Griffin West Ballroom

Mathematical modelling and the integration of diverse and underserved populations in (pre)clinical research and public health

Friday, July 21 at 9:00am

SMB2023 SMB2023 Follow Friday during the "DEI Session" time block.
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Morgan Craig, Reginald McGee, Stacey Finley


The SMB Diversity, Equity, and Inclusion (DEI) Committee was formed in 2020 and focuses on the development, implementation, and oversight of initiatives that support and promote all SMB members regardless of race, color, sex, gender, sexual orientation, gender identity, gender expression, religion, national origin, age, and disability. This year, the DEI committee is calling attention to mathematical modelling along the drug development pipeline and in public health that focuses on the inclusion of diverse and underserved populations. A pressing problem in (pre)clinical and public health research is the exclusion of many groups of people, thus severely limiting the research conclusions that can be drawn and the overall applicability of the work. Critically, the lack of inclusion in health research reinforces existing inequalities and results in poorer health outcomes. In our 2023 minisymposium, we are highlighting some of the excellent mathematical modelling work being carried out in our Society that seeks to address this high-priority issue in biomedicine and public health. This session will end with a brief panel discussion with our speakers.

Maureiq Ojwang

Moffitt Cancer Center (Integrated Mathematical Oncology)
"Using digitized histology images to assess the hindering effects of hypoxia on T cell infiltration in orthotopic bladder tumors in mice"
Hypoxia is prevalent in many solid tumors, including bladder cancers. We analyzed bladder cancer tissues harvested from mice that received intravesical treatments of Gemcitabine and/or intravesical adoptive cell therapy with OT-I transgenic CD8+ T cells, in addition to untreated controls. We developed a multi-cell off-lattice hybrid agent-based model that combines discrete cells and vasculature with continuous oxygen kinetics to simulate stable tissue oxygenation. We determined the oxygenation status, spatial distributions, and colocalizations of immune cells in untreated vs. treated tissues. Our reconstructed tissue oxygenation based on histology images revealed that hypoxic niches hinder immune cell accumulation in both treated and untreated tumors. Although tumors have hypoxic areas, most of the immune cells were residing in well-oxygenated regions. Such quantitative analyses may encourage designing more effective immunotherapies suited for hypoxic conditions.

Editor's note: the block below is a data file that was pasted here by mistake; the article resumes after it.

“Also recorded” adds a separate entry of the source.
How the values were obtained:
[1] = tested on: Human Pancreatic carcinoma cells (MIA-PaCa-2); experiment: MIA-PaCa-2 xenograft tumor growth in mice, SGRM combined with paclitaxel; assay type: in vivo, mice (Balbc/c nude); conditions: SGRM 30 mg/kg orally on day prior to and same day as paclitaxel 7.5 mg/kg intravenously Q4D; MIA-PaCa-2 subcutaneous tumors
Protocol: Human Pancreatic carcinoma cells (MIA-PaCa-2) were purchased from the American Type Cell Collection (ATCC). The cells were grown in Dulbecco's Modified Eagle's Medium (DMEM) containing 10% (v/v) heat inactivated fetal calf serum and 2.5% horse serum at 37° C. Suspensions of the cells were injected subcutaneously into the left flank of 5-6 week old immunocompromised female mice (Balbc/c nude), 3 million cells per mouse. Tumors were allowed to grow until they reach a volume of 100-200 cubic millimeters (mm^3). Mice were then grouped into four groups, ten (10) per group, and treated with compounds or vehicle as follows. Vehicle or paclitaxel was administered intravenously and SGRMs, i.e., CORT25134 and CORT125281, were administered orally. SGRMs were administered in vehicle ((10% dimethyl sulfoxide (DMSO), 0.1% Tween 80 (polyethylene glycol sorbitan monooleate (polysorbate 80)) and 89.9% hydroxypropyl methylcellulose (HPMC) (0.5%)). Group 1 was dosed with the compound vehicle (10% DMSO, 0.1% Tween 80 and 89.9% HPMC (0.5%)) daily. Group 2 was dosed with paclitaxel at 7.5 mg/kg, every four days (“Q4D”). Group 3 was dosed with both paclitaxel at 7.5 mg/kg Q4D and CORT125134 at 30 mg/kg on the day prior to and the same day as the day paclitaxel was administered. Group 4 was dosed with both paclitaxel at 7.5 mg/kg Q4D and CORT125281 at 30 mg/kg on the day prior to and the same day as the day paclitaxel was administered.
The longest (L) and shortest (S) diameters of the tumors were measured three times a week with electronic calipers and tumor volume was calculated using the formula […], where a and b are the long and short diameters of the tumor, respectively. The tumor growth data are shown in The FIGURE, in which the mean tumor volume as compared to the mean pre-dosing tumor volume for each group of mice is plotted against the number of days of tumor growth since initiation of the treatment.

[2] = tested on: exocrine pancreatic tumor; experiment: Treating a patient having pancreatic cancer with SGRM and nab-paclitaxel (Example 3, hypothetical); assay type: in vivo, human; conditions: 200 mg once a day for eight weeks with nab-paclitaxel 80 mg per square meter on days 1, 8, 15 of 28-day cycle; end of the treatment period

Justin Sheen

Princeton University (Department of Ecology and Evolutionary Biology)
"The effect of evictions on the transmission of SARS-CoV-2"
The COVID-19 pandemic has led to surges in unemployment, which in turn have left many tenants unable to pay their rent. This looming eviction crisis could have severe consequences on SARS-CoV-2 transmission. Studies show that many evicted households “double-up,” moving in with family or friends. Doubling-up shifts the distribution of household sizes upwards, facilitating SARS-CoV-2 spread. To study the effect of evictions on SARS-CoV-2 at a population level, we present an SEIR network model tracking both household and external contacts, and use it to simulate epidemic trajectories within a theoretical metropolitan area of one million individuals. We divide the simulation into temporal phases to reproduce the epidemic since early 2020: (1) an early exponential phase, followed by (2) lockdown of external contacts, (3) relaxation of lockdown of external contacts. In the fourth phase we project the course of the epidemic beyond Fall 2020 under two counterfactual scenarios, one in which evictions continue, and the other in which they are halted. In some simulations we consider a fifth phase in which lockdown is reinitiated. In a simple model, which assumes homogeneous mixing in the simulated city, we expect a 1%/month eviction rate (with all evictions resulting in doubling-up) to cause a 3-6% increase in seroprevalence vs. if evictions were prevented, and approximately 1 excess death for every 70 evicted households. The effect of evictions is even more profound in models that consider clustering of evictions and transmission in poorer neighborhoods. We also consider evictions that lead to homelessness, and relocation to shelters/encampments. Across all scenarios, we find that evictions (1) increase the total number of infected individuals, in both evicted and non-evicted households; and, (2) decrease the efficacy of a hypothetical second lockdown. The generality of our results provide a theoretical basis to assess eviction moratoriums in any city.

Session Organizers

Diversity, Equity, and Inclusion Committee (Diversity, Equity, and Inclusion Committee)
"Panel discussion on integration of diverse and underserved populations in (pre)clinical research and public health"
This panel discussion with Maureiq Ojwang, Justin Sheen, and Renee Brady-Nicholls will follow the two talks in our session. We will discuss the considerations and integration of DEI principles in preclinical, clinical, and public health modelling research.

Hosted by SMB2023 Follow
Annual Meeting for the Society for Mathematical Biology, 2023.

Organizing committee
  • Laura Kubatko, chair
  • Adriana Dawes
  • Mary Ann Horn
  • Janet Best
  • Adrian Lam
  • Grzegorz Rempala
  • Will Gehring
Scientific organizing committee
  • Adriana Dawes
  • Mary Ann Horn
  • Jane Heffernan
  • Hayriye Gulbudak
  • Jeffrey West
SMB 2023 is being held on the campus of The Ohio State University. As visitors to campus, all SMB participants must follow The Ohio State University Policy on Non-Discrimination, Harassment, and Sexual Misconduct.